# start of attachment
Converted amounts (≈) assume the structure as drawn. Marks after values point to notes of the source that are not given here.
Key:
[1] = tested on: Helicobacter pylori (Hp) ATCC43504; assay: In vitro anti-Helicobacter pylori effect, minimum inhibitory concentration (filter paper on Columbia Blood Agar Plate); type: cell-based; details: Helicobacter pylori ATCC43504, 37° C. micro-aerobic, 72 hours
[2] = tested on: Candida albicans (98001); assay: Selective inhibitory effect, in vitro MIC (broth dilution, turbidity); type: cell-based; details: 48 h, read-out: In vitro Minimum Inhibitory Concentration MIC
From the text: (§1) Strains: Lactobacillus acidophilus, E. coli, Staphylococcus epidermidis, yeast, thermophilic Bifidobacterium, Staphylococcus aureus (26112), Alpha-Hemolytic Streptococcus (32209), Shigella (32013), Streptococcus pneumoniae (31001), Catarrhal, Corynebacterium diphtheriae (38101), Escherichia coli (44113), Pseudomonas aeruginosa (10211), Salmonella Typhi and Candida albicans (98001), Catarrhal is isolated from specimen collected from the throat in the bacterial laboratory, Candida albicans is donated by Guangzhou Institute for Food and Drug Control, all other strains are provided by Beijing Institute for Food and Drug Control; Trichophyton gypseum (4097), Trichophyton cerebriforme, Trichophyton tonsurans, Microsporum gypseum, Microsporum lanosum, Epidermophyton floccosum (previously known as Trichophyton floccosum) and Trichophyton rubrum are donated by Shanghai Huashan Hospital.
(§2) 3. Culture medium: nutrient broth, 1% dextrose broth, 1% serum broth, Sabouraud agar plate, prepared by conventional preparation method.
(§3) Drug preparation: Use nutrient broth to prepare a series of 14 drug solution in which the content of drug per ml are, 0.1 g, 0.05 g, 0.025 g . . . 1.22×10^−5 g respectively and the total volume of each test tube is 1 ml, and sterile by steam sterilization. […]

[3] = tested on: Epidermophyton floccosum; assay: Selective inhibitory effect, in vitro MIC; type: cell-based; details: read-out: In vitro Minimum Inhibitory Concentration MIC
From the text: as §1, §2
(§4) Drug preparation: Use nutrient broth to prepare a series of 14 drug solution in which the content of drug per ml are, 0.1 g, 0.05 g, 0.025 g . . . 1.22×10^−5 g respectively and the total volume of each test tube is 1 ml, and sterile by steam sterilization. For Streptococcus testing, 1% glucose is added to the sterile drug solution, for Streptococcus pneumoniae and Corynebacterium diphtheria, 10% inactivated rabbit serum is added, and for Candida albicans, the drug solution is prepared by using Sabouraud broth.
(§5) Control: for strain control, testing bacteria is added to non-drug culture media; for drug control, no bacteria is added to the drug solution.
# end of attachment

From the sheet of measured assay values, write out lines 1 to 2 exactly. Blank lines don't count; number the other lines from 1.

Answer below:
Converted amounts (≈) assume the structure as drawn. Marks after values point to notes of the source that are not given here.
Key: